Sprains, strains, and pain may be merely a bike ride away unless a cyclist approaches the activity with the same preparation, care and correct equipment as required for any sport.
That’s the cautionary note from hand and upper limb orthopedic surgeon Alejandro Badia MD, who says cycling-related injuries to the upper extremities – hands, wrists, forearms, elbows shoulders, even the neck — are not limited simply to fractures caused by bike crashes or falls. Repetitive motion and overuse of muscles, ligaments and joints also play important injury roles, often resulting in numbness, tingling and pain, especially in fingers, hands, and wrists.
“The prolonged awkward position required during road biking, tight gripping of handlebars, hyperextended posture of wrists and constant use of hand-brakes and gear pedals can promote – or exacerbate – painful conditions. These can include tendinitis, an irritation of tendons connecting muscle to bone; carpal tunnel syndrome, caused by compression of the median nerve at the wrist; osteoarthritis at the base of the thumb; shoulder bursitis; and lateral epicondylitis (tennis elbow),” explains Dr. Badia, director of the Badia Hand to Shoulder Center and CEO and chief medical officer for OrthoNOW®, which has treated triathletes participating in the Ironman® competition in Miami.
As a specialist in care of upper limbs, Dr. Badia says most overuse injuries or aggravated muscle, tendon and joint problems can be managed conservatively. For example, correction of carpal tunnel syndrome requires only a “five-minute outpatient procedure, in which the surgeon releases the transverse carpal ligament,” he says. Tennis elbow can oftentimes be resolved with a painless, minimally invasive ultrasonic ablation procedure.
Ways to prevent overuse injuries include regularly changing one’s grip on the bike to alternate pressure on the palms of the hand, preventing wrists from dropping below the handlebars, and cycling with elbows bent rather than arms locked straight forward, he says.
Of course, simple positional adjustments will not protect the bike rider if a crash does occur. In fact, bicycle mishaps are the more common mechanism of injury among cyclists, Dr. Badia says.
Bike-related falls can lead to fractures of the clavicle (collarbone) when the rider flies over the handlebars, the elbow and, more frequently, the wrist, particularly the scaphoid bone and the distal radius or “spongy portion of bone” at the wrist-end of the forearm, says Dr. Badia.
Dr. Badia, along with his colleagues, have revolutionized treatment of distal radius fractures. The advanced approach involves use of a titanium plate and screws to affix the displaced bone in the correct anatomical position.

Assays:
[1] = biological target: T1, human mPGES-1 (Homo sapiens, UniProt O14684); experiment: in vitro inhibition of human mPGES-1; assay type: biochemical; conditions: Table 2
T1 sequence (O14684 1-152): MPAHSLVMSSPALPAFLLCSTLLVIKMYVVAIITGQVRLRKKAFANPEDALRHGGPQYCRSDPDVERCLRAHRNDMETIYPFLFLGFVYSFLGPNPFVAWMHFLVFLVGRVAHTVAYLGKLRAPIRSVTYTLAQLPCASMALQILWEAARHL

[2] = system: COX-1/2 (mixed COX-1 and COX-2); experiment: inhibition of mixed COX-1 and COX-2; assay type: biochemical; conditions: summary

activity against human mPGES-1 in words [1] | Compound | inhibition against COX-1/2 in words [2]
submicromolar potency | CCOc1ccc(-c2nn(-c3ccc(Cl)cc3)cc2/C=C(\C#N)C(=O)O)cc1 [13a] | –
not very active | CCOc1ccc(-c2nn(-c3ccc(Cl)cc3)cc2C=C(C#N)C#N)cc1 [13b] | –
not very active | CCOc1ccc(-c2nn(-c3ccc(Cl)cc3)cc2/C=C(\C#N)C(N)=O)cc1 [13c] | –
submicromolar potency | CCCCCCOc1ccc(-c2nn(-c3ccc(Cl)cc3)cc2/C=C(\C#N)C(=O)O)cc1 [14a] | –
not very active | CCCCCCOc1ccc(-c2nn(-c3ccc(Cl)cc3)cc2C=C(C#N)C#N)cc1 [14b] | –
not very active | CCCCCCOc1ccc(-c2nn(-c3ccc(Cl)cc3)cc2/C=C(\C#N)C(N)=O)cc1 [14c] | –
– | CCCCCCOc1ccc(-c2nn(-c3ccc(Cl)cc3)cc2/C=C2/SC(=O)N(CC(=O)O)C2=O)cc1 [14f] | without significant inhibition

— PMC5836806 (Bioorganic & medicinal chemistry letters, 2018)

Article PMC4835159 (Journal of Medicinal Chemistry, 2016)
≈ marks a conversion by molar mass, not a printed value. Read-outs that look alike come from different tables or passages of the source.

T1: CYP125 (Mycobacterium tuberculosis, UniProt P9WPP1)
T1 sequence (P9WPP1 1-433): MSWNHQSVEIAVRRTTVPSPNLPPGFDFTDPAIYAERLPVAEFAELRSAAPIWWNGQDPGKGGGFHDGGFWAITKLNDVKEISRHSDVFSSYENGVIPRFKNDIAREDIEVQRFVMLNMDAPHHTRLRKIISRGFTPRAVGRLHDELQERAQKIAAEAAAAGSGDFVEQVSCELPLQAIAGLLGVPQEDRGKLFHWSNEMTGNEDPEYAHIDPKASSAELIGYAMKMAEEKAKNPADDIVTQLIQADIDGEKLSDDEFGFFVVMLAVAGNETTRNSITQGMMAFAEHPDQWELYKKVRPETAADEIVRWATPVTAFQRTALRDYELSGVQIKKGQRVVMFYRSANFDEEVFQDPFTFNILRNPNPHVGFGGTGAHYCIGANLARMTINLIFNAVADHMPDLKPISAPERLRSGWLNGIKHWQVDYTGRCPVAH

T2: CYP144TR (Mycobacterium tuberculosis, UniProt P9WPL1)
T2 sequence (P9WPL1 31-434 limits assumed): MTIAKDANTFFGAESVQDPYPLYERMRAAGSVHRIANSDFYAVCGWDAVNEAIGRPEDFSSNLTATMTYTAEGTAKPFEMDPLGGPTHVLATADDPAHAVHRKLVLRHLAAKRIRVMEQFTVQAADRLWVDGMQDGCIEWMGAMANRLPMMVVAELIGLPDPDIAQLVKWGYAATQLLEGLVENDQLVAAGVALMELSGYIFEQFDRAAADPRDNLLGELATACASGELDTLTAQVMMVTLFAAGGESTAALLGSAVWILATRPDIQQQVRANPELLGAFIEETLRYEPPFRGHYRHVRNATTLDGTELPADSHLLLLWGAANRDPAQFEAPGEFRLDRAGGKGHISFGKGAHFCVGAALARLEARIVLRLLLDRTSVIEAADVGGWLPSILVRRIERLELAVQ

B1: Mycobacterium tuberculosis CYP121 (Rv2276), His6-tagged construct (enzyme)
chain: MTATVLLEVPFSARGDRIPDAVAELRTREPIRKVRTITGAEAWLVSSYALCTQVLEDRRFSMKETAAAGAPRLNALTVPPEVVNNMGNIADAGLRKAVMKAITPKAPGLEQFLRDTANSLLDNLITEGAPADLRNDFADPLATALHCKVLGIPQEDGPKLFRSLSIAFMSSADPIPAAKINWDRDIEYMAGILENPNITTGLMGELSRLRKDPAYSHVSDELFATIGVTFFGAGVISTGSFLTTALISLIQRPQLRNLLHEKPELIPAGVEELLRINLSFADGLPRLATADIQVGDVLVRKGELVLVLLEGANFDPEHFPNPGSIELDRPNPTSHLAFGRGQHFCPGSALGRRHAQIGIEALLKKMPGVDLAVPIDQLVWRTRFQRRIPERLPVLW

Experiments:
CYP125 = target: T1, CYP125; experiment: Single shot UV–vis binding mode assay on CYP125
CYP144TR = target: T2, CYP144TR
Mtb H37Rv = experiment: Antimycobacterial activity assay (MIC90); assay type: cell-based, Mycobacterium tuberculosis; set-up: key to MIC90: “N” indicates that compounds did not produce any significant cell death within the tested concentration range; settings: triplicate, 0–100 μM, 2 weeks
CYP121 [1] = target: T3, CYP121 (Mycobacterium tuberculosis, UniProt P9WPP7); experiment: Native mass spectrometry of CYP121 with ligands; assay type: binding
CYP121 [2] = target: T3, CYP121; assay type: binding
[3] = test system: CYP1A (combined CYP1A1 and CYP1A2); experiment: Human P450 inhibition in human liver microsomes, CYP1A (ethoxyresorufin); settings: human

A compression screw usually suffices for treating scaphoid fractures. The screw “allows early motion of the wrist and minimizes risk of stiffness and atrophy due to prolonged casting,” Dr. Badia says.
Most upper-limb injuries can be effectively treated by an appropriate orthopedic specialist and the cyclist returned to the road again within a relatively short time period, Dr. Badia says. However, disconcerting to him and other experts is the increasing number of overall injuries related to the growing popularity of cycling.
In a presentation at the 2018 Annual Meeting of the American Academy of Orthopaedic Surgeons, researchers reported a 35 percent increase in bike-related cervical spine fractures, especially among men, in the United States between 2000 and 2015.
The “best medicine,” of course, is prevention. Dr. Badia says cyclists can minimize their injury risks while enjoying all the positive health benefits of their sport, including enhanced stamina, strength and cardiac function, simply by following a few tips:
· Adhere to rules of the road. Obey traffic signals and use recognized hand-arm gestures to indicate turns and stops. Never ride two or more abreast on the roadway.
· Favor roads that are marked with bike lanes to keep riders safe
· Equip bike with reflective materials and wear brightly-colored clothes to maximize visibility. Make sure clothes, shoes are comfortable and do not interfere with bike operation.
· Check the bicycle each week to keep it in proper condition. Have a bike serviced professionally at least annually.
· Avoid wearing headphones or other devices that divert attention from cycling.
· Ride with back straight and elbows bent; regularly adjust hand position and grip.
· Don’t over-cycle. Every mile pedaled forward requires a mile in return.
· “Above all, wear a helmet, because head, neck and facial trauma are the true dangers of cycling,” Dr. Badia says. “Head and facial injuries account for nearly 50 percent of cyclist visits to hospital emergency departments. Most such incidents could be prevented with a helmet.”
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